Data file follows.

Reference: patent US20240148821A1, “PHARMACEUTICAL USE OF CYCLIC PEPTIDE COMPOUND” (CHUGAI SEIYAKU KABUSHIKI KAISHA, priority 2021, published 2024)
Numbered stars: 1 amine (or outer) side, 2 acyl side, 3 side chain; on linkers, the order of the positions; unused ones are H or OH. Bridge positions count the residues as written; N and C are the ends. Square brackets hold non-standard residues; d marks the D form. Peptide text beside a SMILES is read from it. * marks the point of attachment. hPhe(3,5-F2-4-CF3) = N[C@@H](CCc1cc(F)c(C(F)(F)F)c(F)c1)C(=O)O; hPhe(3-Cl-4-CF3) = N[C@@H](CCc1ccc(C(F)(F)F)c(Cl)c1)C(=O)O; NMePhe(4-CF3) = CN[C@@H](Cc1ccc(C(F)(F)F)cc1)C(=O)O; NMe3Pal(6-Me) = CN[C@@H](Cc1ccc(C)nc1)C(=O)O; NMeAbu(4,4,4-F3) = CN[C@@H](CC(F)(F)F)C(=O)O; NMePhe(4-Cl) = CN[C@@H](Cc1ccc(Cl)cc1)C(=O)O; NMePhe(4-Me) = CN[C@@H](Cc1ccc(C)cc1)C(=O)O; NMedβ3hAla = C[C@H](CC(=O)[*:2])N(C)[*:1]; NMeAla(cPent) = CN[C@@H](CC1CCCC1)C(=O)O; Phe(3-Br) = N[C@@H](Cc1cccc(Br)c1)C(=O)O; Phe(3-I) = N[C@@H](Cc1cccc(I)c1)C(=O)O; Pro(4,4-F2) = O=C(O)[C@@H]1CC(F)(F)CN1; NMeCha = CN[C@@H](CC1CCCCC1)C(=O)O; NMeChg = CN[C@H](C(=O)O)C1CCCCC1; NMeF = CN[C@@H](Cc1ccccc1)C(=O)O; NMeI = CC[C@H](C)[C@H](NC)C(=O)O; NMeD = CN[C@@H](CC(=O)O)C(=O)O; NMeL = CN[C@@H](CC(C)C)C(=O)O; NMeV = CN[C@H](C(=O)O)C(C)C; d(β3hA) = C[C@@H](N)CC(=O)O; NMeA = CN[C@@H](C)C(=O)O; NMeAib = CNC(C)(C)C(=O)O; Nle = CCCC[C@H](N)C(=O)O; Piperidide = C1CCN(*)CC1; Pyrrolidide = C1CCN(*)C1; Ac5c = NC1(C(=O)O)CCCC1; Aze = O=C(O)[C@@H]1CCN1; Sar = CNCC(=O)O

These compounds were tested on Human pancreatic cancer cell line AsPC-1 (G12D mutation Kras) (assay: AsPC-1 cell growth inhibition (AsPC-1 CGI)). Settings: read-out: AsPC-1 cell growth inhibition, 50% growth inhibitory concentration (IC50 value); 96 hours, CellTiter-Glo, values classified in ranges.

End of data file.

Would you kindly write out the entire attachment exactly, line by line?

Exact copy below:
Reference: patent US20240148821A1, “PHARMACEUTICAL USE OF CYCLIC PEPTIDE COMPOUND” (CHUGAI SEIYAKU KABUSHIKI KAISHA, priority 2021, published 2024)
Numbered stars: 1 amine (or outer) side, 2 acyl side, 3 side chain; on linkers, the order of the positions; unused ones are H or OH. Bridge positions count the residues as written; N and C are the ends. Square brackets hold non-standard residues; d marks the D form. Peptide text beside a SMILES is read from it. * marks the point of attachment. hPhe(3,5-F2-4-CF3) = N[C@@H](CCc1cc(F)c(C(F)(F)F)c(F)c1)C(=O)O; hPhe(3-Cl-4-CF3) = N[C@@H](CCc1ccc(C(F)(F)F)c(Cl)c1)C(=O)O; NMePhe(4-CF3) = CN[C@@H](Cc1ccc(C(F)(F)F)cc1)C(=O)O; NMe3Pal(6-Me) = CN[C@@H](Cc1ccc(C)nc1)C(=O)O; NMeAbu(4,4,4-F3) = CN[C@@H](CC(F)(F)F)C(=O)O; NMePhe(4-Cl) = CN[C@@H](Cc1ccc(Cl)cc1)C(=O)O; NMePhe(4-Me) = CN[C@@H](Cc1ccc(C)cc1)C(=O)O; NMedβ3hAla = C[C@H](CC(=O)[*:2])N(C)[*:1]; NMeAla(cPent) = CN[C@@H](CC1CCCC1)C(=O)O; Phe(3-Br) = N[C@@H](Cc1cccc(Br)c1)C(=O)O; Phe(3-I) = N[C@@H](Cc1cccc(I)c1)C(=O)O; Pro(4,4-F2) = O=C(O)[C@@H]1CC(F)(F)CN1; NMeCha = CN[C@@H](CC1CCCCC1)C(=O)O; NMeChg = CN[C@H](C(=O)O)C1CCCCC1; NMeF = CN[C@@H](Cc1ccccc1)C(=O)O; NMeI = CC[C@H](C)[C@H](NC)C(=O)O; NMeD = CN[C@@H](CC(=O)O)C(=O)O; NMeL = CN[C@@H](CC(C)C)C(=O)O; NMeV = CN[C@H](C(=O)O)C(C)C; d(β3hA) = C[C@@H](N)CC(=O)O; NMeA = CN[C@@H](C)C(=O)O; NMeAib = CNC(C)(C)C(=O)O; Nle = CCCC[C@H](N)C(=O)O; Piperidide = C1CCN(*)CC1; Pyrrolidide = C1CCN(*)C1; Ac5c = NC1(C(=O)O)CCCC1; Aze = O=C(O)[C@@H]1CCN1; Sar = CNCC(=O)O

These compounds were tested on Human pancreatic cancer cell line AsPC-1 (G12D mutation Kras) (assay: AsPC-1 cell growth inhibition (AsPC-1 CGI)). Settings: read-out: AsPC-1 cell growth inhibition, 50% growth inhibitory concentration (IC50 value); 96 hours, CellTiter-Glo, values classified in ranges.